If our biblical forefathers and mothers wondered, pondered and questioned, then it’s more than alright for us to do as well.  So – back to my questions.  How do we find meaning in Pentecost?  How do we connect the dots between this 1st century happening and our 21st century lives?

Peter used the prophet Joel’s “old” words to help HIM and the crowd understand what was happening in THEIR present.  We too can use these “old” words in front of us to help US find meaning in, or understand, OUR present.

Jesus tells us quite a bit about the Holy Spirit in our gospel for today.  He calls the Holy Spirit “another Advocate.”  This Advocate he also calls the “Spirit of truth” who abides with us and IN us.  Jesus also tells us the Holy Spirit will “teach” us and “remind” us.

These things were true then, and they are true now.  Pentecost didn’t just happen 2,000 years ago.  Pentecost is happening today, among us, WITH us and IN us through Holy Baptism.

YOU and I “HAVE” the Holy Spirit within us, the spirit of God, the spirit of truth, through whom we are adopted children of God.

This Holy Spirit, OUR Holy Spirit, is WITH and IN us as individuals and as a community to teach us and help us remember.

The Holy Spirit may not manifest itself over our heads with flames, and many times we don’t realize the Spirit’s work in the present.  For me, it’s usually in retrospect that I can see how the Spirit was indeed working in my life.  So just because we may not “feel” it sometimes doesn’t mean it’s not there.  Jesus promised us the Spirit, and he doesn’t break promises.

So the Holy Spirit teaches us and reminds us – the Holy Spirit LEADS us.  St. Paul says this much in our second reading, “For all who are led by the Spirit…”  He goes on to say that since we are led by this spirit we “are children of God,” that we “have received a spirit of adoption.”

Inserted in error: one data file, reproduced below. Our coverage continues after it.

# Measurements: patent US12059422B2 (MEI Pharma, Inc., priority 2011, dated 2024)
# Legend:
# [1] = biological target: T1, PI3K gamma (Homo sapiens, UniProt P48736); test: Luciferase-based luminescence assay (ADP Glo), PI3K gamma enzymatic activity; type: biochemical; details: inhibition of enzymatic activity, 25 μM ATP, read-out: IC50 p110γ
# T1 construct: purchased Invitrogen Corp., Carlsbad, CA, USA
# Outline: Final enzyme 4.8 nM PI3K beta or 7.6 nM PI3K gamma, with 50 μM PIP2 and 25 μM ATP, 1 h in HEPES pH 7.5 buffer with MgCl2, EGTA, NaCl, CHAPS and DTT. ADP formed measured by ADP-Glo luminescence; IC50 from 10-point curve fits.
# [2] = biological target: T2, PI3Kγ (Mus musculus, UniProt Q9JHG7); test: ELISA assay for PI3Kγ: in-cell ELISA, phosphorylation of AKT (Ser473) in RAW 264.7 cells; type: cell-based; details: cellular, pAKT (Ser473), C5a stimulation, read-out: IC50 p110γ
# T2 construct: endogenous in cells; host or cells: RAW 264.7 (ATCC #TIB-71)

When someone is adopted, it is almost always initiated by a parent motivated through love.  Adoption is also a legally binding contract,just as meaningful as being a birth parent.  In fact, just two weeks ago in the tv show “Grey’s Anatomy” there was a custody battle, and the ADOPTIVE parent won over the birth parent.

God has made a covenant with us that we can never fully describe or understand – this covenant of adoption through Jesus’ death and resurrection, and in Holy Baptism that makes us God’s children – and through the gift of the Holy Spirit, poured out on those first disciples, and poured out on you and me.

It’s Pentecost.  So what?  I’ll tell you what.

Today is a day to celebrate God’s promise to you and me NOW, that God is with us JUST as powerfully as God was with those first disciples.

Praise God!  The Holy Spirit is WITH, IN and AMONG us still – teaching, reminding and leading us, all our days.

AMEN.

13th Sunday after Pentecost, 2014

13th Sunday after Pentecost, year A, 2014 (preached September 7, 2014)

first reading:  Ezekiel 33:7-11

Psalm 119:33-40

second reading:  Romans 13:8-14

gospel reading:  Matthew 18:15-20


In our gospel reading this morning Jesus lays out the first plan for church discipline.  It’s a good one, one that we use in the ElCA’s constitution, but it can be approached in completely different ways, depending on one’s attitude.

First of all, we could approach it with a legal attitude.

The steps Jesus gives us are complete.  They build upon one another.  They build a mountain of evidence, and create lots of witnesses.  The offender has little basis for appeal, because the community would have used proper measures for dismissal, and would be able to demonstrate that.  Lawyers would love it.

But is this passage really about the proper steps taken for dismissal, or is it about something deeper, more profound – something unexpected by our standards of thinking?  I believe so.

The other way to approach this passage is that it’s about the back-breaking, sweat-producing work of reconciliation and love.  It’s not about the methods used to throw someone OUT – it’s about trying till it hurts to keep someone IN.

Certainly, for the good of the Church some may need to go, or as Jesus says, be regarded as a Gentile or a tax collector, but even THEN, his choice of words tells us a great deal.